Domain range

General: Undersea domain essential to the Marines’ role as defenders of maritime choke points

Marines participate in a squad competition at Camp Gonsalves, Okinawa, Japan, Jan. 6, 2022. US MARINE CORPS / Lance Cpl. Jonathan Willcox

ARLINGTON, Va. — The Marine Corps’ role in distributed maritime operations will require technology capable of identifying underwater threats as well as dangers posed by surface ships and long-range aircraft and missiles, a senior commander said. .

Speaking Jan. 13 at the Surface Marine Association’s annual symposium in Arlington, Lt. Gen. Karsten S. Heckl, chief of Marine Corps Combat Development Command and deputy commandant for Development and combat integration, explained the evolving role of Marine expeditionary warfare in the Navy’s strategy for dealing with potential adversaries in the Indo-Pacific region.

The Expeditionary Advanced Base Operations concept envisions littoral operations by specialized low-signature mobile units in larger areas of distributed maritime operations. The new Marine Littoral regiments “designed solely to maneuver and persist in a contested maritime environment”, will have as their primary mission “to conduct sea control and denial operations as part of a larger naval expeditionary force”, Heckl said. Equipped with rockets, missiles, and other long-range fire, as well as surface and amphibious craft to increase their mobility, EABO units will control access to choke points while limiting an adversary’s ability to target them.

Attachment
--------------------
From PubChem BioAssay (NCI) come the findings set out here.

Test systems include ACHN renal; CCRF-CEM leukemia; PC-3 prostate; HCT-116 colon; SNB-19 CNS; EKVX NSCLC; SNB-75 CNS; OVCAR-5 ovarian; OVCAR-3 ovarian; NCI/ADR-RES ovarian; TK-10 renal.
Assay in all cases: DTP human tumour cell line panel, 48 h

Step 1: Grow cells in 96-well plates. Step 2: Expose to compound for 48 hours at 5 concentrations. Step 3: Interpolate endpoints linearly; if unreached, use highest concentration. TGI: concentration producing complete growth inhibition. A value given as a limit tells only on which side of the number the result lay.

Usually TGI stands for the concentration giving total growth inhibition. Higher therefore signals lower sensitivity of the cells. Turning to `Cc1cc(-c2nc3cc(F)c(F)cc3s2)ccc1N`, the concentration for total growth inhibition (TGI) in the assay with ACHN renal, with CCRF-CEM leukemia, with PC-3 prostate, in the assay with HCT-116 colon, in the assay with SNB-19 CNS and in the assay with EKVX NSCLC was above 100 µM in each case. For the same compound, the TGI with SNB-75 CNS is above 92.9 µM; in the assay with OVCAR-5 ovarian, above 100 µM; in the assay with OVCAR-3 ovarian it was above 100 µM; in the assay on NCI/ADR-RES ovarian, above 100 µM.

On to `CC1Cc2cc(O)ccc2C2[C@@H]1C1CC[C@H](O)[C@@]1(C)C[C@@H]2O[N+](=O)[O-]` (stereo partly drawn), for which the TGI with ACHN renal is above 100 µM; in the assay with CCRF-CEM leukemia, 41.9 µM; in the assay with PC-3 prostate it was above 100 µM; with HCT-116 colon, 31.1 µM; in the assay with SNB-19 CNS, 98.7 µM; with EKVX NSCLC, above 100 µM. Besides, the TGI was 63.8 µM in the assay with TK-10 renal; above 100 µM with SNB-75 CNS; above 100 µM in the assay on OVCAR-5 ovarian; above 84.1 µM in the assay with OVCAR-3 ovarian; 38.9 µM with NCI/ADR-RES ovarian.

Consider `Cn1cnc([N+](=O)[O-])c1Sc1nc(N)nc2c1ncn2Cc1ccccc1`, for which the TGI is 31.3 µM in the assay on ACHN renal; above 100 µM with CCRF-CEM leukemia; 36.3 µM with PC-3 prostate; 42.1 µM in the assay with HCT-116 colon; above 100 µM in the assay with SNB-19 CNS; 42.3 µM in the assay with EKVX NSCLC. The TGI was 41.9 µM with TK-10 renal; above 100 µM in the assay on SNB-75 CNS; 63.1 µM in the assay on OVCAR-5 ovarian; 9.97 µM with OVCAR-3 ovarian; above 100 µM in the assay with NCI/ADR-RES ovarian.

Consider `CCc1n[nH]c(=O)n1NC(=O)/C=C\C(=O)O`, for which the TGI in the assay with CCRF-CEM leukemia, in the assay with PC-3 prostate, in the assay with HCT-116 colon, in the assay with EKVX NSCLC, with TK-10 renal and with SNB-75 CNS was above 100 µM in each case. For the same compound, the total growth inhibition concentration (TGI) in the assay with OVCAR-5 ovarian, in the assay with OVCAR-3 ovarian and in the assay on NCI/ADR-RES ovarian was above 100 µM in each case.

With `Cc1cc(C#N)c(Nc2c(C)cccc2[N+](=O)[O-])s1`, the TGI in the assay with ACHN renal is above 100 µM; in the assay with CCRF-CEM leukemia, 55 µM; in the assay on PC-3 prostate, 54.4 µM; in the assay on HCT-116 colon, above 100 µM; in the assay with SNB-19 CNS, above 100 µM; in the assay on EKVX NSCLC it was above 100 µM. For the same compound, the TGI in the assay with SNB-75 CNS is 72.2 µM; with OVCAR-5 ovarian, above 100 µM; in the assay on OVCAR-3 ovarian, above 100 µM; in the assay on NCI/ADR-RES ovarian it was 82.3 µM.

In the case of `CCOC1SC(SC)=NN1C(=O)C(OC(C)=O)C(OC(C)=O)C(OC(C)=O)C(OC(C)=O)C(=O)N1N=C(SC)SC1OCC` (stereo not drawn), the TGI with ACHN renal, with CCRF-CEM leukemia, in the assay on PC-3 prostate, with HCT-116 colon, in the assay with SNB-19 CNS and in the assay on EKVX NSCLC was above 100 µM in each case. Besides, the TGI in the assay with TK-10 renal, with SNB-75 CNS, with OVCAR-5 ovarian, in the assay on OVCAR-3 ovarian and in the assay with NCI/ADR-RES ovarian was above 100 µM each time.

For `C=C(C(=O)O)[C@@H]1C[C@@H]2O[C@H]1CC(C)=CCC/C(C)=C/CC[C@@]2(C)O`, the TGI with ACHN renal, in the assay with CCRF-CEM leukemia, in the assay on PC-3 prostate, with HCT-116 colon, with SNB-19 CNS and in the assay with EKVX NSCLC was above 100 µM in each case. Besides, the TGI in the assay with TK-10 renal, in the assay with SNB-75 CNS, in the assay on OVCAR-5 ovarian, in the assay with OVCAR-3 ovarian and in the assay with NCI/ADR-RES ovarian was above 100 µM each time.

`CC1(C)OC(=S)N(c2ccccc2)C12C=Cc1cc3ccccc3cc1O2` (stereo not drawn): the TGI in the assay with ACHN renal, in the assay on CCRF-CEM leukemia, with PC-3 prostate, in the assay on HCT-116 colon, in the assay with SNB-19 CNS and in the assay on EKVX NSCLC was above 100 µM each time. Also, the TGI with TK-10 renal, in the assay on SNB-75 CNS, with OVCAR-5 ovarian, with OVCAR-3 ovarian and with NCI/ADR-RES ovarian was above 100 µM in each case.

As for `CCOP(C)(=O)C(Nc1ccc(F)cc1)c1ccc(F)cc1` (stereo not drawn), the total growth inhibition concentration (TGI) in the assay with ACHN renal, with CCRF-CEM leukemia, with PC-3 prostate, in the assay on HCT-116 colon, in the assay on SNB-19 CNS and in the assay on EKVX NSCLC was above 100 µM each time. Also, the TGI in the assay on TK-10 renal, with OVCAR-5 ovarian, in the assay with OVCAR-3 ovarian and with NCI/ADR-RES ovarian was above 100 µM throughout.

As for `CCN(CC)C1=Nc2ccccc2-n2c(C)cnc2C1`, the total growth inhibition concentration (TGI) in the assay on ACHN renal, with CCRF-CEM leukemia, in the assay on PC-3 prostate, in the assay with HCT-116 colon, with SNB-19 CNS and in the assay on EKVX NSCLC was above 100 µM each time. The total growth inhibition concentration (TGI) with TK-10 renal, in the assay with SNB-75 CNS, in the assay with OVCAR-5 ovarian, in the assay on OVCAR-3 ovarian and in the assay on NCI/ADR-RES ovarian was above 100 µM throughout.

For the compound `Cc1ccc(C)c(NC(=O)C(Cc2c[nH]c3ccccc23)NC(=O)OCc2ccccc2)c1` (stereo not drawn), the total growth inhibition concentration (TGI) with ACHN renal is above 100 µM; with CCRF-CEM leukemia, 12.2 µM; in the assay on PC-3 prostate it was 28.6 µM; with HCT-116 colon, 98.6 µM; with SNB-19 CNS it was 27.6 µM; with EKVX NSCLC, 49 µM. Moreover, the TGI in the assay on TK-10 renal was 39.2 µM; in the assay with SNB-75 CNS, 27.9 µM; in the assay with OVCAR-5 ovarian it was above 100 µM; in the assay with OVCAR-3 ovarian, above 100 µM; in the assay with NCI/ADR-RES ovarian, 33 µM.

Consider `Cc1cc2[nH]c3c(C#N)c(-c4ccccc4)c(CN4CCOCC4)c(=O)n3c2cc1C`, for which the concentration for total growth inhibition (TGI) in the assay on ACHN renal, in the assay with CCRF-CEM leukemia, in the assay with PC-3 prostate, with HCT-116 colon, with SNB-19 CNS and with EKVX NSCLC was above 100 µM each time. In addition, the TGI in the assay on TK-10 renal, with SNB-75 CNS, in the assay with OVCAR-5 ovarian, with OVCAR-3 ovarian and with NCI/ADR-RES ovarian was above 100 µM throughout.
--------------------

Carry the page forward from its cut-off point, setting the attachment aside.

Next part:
But “if you tell me we’re going to occupy and control – sea control, sea denial – critical maritime niches, that probably means most critical of all, the undersea domain,” Heckl said.

Drawing on his experience as the former commander of I Marine Expeditionary Force, Heckl said, “There are things today that feel underwater. Cheap, persistent, actually for the price of a P-8 probably I could smell the majority of the first island chain.”

The basement is very important, Heckl said. “We are continuing our efforts in this direction in collaboration with [Marine Corps commandant’s] concept of strength. A “kill array” of Navy and Marine Corps marine and land-based sensors and gunners that gives “a fleet commander the ability to detect a critical location or critical piece of maritime terrain, and not have to use a capital asset is quite significant.